Recently, my friend Paula went to the antique market in Portland and came home with this beautiful vintage baby quilt in the Sunbonnet Sue design. She said she was thinking of me when she bought it, and of course I was most delighted to become it's new adopted owner! The fabric is perfectly worn and so soft. I love it's pastel colors and the tiny black stitches that hold the appliqued pieces to the backing. Completely hand-stitched, this quilt features pretty feather-stitched embroidery along each quilt block edge. I can't help but wonder about the little ones this cradled as they slept under it's gentle weight.
Sunbonnet Sue quilts became popular in the 1930's when a change in dye technology allowed for charming and cheerful pastel prints that were colorfast. The sunbonnets and dresses of this design created a perfect palette to show these fabrics off. The faceless design itself was crafted by a designer who was trying to prove that emotion could be expressed without facial expressions. I think she did a good job, don't you? Each Sunbonnet Sue quilt has a personality all it's own.
You might remember my original Sunbonnet Sue quilt; it's the larger one hanging on my back porch in the picture above. I found it in my mother's collection, but don't know any history about it. I don't believe it was a family treasure. Instead, I think she found it in an antique shop during one of her excursions with friends. Both designs are strikingly similar with the variation being the intensity of the colorful prints used and the placement of the arms in the design.
Here's a close-up of the border on the baby quilt. I love the choice of colors and the hand-stitching featured along each edge.
Someone else has been inspired by mother's Sunbonnet Sue quilt as well. It's Lucy from Quilting with the Past. At her suggestion, we are replicating my mother's quilt, making identical quilts that match mother's as closely as possible. From here to the Netherlands, fabrics are being exchanged as we plan this 'non-stress' and 'relaxing' venture together. Lucy has designed the pattern and stitched up the first block, as you can see above. She used the picture from my blog side-bar to create the design and has replicated it perfectly. She's an expert stitcher --- and I know I'm going to enjoy working on this project with her. She always inspires me with her vintage-inspired quilts! She's on a blog break right now, but I think she'll be back as soon as her children return to school after a busy summer of exciting activities! I can hardly wait to see what her blog will contain when she returns.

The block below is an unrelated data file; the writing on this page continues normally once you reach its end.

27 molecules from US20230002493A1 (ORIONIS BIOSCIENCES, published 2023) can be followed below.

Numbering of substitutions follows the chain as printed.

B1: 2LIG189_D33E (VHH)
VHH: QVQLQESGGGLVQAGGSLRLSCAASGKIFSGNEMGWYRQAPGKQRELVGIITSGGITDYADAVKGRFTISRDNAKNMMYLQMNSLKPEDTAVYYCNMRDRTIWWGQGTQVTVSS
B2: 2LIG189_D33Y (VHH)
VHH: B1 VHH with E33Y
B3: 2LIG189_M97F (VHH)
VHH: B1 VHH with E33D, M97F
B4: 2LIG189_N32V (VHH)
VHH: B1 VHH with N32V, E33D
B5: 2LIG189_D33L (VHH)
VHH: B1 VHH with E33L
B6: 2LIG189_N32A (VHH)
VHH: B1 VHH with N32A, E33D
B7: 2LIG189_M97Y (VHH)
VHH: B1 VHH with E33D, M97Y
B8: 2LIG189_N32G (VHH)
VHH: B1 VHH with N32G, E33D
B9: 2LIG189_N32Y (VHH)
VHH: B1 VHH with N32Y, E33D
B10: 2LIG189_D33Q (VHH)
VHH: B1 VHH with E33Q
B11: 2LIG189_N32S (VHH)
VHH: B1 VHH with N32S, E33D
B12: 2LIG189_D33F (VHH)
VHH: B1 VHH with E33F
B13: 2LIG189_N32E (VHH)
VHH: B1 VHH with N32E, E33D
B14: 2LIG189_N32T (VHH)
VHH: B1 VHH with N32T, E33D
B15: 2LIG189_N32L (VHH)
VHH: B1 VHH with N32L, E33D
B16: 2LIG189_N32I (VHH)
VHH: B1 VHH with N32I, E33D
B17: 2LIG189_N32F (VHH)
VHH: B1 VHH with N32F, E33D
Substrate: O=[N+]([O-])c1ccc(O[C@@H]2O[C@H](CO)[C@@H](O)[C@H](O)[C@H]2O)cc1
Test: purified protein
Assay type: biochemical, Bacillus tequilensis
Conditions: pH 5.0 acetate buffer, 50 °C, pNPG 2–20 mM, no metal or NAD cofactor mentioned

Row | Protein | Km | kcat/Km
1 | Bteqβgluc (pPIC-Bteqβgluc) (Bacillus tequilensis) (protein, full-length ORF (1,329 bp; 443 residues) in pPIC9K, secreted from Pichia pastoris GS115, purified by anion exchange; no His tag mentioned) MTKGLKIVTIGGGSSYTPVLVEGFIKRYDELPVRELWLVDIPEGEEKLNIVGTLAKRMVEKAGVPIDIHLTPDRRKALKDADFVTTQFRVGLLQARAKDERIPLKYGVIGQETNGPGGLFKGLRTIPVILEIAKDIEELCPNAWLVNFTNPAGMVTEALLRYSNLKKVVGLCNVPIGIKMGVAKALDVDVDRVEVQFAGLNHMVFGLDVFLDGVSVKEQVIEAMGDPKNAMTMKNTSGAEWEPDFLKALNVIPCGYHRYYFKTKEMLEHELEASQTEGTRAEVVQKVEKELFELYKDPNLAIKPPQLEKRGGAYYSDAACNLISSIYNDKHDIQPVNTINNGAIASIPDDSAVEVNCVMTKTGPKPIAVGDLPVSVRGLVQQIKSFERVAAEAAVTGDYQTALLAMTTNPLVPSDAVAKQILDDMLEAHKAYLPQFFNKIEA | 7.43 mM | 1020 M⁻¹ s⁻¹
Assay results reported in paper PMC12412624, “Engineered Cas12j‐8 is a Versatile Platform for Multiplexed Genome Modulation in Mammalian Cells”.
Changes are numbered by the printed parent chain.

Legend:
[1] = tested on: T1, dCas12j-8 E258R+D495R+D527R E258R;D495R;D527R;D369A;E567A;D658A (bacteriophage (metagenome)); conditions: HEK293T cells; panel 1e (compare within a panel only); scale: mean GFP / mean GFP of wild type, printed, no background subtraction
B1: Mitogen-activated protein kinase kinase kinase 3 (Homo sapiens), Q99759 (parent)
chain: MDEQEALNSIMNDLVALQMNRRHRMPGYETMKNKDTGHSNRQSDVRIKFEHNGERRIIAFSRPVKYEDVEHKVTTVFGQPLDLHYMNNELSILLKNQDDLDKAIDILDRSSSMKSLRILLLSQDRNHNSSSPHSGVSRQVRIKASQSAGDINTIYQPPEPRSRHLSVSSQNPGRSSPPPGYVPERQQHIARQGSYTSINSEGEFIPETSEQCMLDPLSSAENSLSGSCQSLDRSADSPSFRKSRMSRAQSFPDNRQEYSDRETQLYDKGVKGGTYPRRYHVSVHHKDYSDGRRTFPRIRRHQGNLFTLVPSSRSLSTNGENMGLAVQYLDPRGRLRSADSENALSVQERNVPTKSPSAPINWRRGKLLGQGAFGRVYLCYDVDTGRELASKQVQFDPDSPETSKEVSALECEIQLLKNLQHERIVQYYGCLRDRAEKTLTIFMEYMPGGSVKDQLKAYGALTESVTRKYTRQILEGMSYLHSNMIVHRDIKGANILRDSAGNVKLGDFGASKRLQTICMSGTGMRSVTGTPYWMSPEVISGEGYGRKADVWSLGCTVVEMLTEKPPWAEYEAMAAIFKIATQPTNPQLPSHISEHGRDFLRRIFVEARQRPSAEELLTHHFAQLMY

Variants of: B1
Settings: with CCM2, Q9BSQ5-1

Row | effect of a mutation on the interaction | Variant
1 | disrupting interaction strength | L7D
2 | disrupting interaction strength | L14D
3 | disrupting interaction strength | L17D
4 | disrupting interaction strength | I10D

Here are a few samples of the 1930's replica fabrics that we have selected for our leisurely project. We are trying to come as close as possible to the original. Lucy even found an original flour sack fabric for one of our blocks during her summer travels.
And since we are talking about Sunbonnet Sue's, I thought I would share a picture of a modern Sue that was displayed beautifully on a quilt at our local quilt show this spring. Isn't it pretty? I love the stripes in the full skirt --- but nothing beats the simplicity and quaintness of the original vintage Sue. She will always be first in my heart!
[Thank you, Carrie, for directing me to a nice post about the history of Sunbonnet Sue at Confessions of an Apron Queen. And the Sunbonnet Sue potholders you have featured at Oak Rise Cottage are B E A U T I F U L !!!]